“White folk eat you up but sometimes colored folk eat you up, too.”

Cora is the protagonist of the novel, born on a Georgia cotton plantation, whose mother runs away from the plantation while Cora is still young.  Cora is mistreated by the slave owners and fellow slaves alike, being shunned, raped, whipped, and degraded in every way seemingly possible.   She is labelled a stray.  The horrors she and others face on the plantation at the outset of this novel are shocking in their rendering and brutality.

“With strategic sterilization – first the women but both sexes in time – we could free them from bondage without the fear that they’d butcher us in our sleep.”

Caesar, a fellow slave, approaches her with an escape plan and she accepts.  The book follows Cora’s tortuous escape route on a literal underground railroad, bringing a magical element into the novel.  This isn’t the only time that Colson Whitehead takes liberty with historical elements.  Each stop along the railroad highlight different aspects of African American history, that in reality may have occurred in vastly different times and places.  While Cora and Caesar are in South Carolina, the Tuskegee experiment is being conducted on the black population, an event that in history does not occur until much later, 1932-1972, with penicillin becoming available for the treatment of syphilis in 1947.  It was also here in South Carolina, where Cora is offered sterilization and is asked to help persuade the other blacks living there to accept this measure.

“In North Carolina, the negro race did not exist except at the end of ropes.”  Again, the fear many whites have of blacks is manifested in hatred and horrific acts.  The North Carolinians in the novel abolished slavery by abolishing blacks from the state; those who did not leave willingly were hung along the “Freedom Trail,” as decided by the “Justice Convention.”  Such ironical terms are attached to such atrocities to emphasize the justification involved.   “But they were prisoners like she was, shackled to fear.”  Those who aid Cora are subjected to the same fate as blacks.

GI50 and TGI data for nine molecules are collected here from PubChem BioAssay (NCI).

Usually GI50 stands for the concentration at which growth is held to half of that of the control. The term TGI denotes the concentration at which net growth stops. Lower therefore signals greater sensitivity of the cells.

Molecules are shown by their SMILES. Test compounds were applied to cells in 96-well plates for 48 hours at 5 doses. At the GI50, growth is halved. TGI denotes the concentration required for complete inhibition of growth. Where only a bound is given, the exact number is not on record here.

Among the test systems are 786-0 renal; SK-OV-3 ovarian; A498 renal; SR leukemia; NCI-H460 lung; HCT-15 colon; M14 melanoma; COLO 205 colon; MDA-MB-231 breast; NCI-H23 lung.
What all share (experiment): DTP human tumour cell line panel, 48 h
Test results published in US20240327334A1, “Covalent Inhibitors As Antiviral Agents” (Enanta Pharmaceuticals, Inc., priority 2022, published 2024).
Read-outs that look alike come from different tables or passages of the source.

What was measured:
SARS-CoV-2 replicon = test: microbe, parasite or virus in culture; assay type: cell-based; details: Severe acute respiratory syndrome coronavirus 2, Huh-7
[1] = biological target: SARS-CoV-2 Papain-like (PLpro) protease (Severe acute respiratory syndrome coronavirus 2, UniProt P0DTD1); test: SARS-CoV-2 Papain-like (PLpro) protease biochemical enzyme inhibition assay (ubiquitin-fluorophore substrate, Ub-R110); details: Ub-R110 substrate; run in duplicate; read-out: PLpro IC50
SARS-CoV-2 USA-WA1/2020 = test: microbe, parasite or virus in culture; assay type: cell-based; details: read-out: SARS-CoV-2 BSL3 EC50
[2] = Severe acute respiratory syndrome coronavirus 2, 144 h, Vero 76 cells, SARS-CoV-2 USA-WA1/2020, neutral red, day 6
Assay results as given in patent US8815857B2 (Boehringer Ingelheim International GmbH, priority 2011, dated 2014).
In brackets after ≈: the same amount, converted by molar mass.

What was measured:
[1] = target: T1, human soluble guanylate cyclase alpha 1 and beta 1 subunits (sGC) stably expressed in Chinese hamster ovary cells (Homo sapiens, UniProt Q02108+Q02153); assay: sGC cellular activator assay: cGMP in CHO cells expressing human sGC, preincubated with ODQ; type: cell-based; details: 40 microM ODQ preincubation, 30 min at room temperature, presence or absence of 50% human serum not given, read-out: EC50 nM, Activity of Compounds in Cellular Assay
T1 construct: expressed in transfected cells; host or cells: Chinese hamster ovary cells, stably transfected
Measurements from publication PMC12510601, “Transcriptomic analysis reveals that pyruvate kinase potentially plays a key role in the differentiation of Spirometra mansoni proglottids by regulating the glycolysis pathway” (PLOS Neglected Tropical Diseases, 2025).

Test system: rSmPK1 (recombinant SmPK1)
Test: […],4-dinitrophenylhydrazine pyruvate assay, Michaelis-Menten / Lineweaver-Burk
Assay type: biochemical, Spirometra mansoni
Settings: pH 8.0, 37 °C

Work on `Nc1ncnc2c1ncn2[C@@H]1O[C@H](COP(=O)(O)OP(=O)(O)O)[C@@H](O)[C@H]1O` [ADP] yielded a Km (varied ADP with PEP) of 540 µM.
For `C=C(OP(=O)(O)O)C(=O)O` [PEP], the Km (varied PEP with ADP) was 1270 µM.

Whitehead tackles many heavy issues in this novel, even religion.  Cora sees paradox and hypocrisy in the bible.  Ridgeway and other use the bible to find justification for their cause and actions.  It is interesting to me the continuing theme of religion, something that many people find such comfort and peace in, also becomes a tool or justification for divisiveness and war.

In Tennesee, Whitehead tackles the treatment of Native Americans. “Manifest Destiny” is cited as the ultimate narcissistic doctrine of self justification for the mistreatment and displacement of another race.

Some chapters are named for the location in which they occur, but others are named after a character in the book, to get better insight into their mindset and thinking.  Interestingly and unsurprisingly, the thugs of society, found purpose in becoming slave catchers.  Homer never received his own chapter, and this leaves the reader wondering why a free black would choose to spend his life working and living alongside Ridgeway, a monstrous slave-catcher.